By having its share from the increasing technological and innovative trends, the world’s artistic climate is rapidly changing. The collections, museums and exhibitions are inviting the audience to a closer and more personal experience through the unique projects they offer in a sequence. This time we took a technological perspective to the developments in the world of art through the ‘Mona Lisa: Beyond the Glass’ project – which is a special digital reality project to be offered in scope of the Paris Louvre Museum retrospective that will be opening in the upcoming fall on the occasion of the 500th anniversary of Leonardo da Vinci’s death. We discussed this appealing subject with the Louvre experts.
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It seems like the world has just given up on waiting the future of the art and culture, and instead, chosen to experience it now – well in advance. When we roughly consider the mediatic materials produced in the art world through the video interviews carried out with significant art figures and various academic articles written on the subject, it is clearly seen that everyone -including both the audience and producers- have already been setting their sights on the future for long.
For instance, the Franklin Institute located in Philadelphia/USA already shared its projects on the ‘Virtual Reality Experience’ with the world of culture through an exhibition they offered three years ago. (https://www.fi.edu/exhibit/virtual-reality-museum) Here, the visitors in the company of their own imagination and technology choose to take a journey towards the depths of the waters as well as the inner universe of the sky, space and even the human body.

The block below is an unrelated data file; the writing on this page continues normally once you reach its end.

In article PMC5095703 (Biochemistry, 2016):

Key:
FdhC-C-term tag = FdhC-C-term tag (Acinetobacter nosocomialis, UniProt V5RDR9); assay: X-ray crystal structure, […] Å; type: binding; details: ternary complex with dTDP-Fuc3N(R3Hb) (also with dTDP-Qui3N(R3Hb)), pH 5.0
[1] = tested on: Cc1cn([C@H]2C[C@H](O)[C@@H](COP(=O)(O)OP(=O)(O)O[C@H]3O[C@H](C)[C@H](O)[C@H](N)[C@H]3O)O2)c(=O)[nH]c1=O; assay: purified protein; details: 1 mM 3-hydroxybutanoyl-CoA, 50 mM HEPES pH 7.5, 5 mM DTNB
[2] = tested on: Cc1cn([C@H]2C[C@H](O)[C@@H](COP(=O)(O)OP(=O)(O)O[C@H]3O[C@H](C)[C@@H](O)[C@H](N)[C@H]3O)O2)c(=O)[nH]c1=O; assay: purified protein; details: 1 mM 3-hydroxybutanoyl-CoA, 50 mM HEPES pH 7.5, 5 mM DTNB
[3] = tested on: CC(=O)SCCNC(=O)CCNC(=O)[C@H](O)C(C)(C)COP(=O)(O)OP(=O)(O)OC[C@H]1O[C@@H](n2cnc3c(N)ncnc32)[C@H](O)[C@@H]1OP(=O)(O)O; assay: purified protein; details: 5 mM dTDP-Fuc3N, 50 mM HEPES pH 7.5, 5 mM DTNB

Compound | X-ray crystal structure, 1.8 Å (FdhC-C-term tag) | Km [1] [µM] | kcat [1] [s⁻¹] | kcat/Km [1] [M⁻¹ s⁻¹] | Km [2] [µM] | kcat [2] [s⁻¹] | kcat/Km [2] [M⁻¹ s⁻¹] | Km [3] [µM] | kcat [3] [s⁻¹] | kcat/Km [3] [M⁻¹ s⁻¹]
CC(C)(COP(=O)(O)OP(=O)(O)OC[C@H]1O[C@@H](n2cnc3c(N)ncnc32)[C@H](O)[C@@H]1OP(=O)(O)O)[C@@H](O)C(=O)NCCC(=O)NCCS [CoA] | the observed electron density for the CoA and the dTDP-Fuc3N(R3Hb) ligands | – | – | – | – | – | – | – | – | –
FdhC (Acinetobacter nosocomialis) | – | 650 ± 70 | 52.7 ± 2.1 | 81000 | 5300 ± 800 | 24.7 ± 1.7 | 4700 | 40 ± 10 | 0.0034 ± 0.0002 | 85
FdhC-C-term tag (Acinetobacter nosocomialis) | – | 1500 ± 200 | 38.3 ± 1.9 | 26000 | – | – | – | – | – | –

This is crazy as “Dali”
Today, almost each museum and cultural organization has a mobile phone ‘extension’ and these kind of digital applications allow the visitors to have a lot more participatory, inclusive and direct experience of these organizations or the events they organize. Likewise, also the Dali museum located in Florida/USA achieved to draw all the attention with its project called ‘Dali is Alive’ (https://thedali.org/dali-lives/) which it launched this year in April, in awareness of this wealth and abundance in experience. Today, the organization is still continuing to provide the virtual reality experience through its existing new exhibitions as well as the art pieces that it offers. In this context, the museum will continue to accept visitors until November 3rd for its exhibition ‘Visual Magic: Dali’s Masterpieces in Augmented Reality’.
You can read my article on Virtual Experiences August’s issue.
For now, we are leaving you with the ‘biggest news’: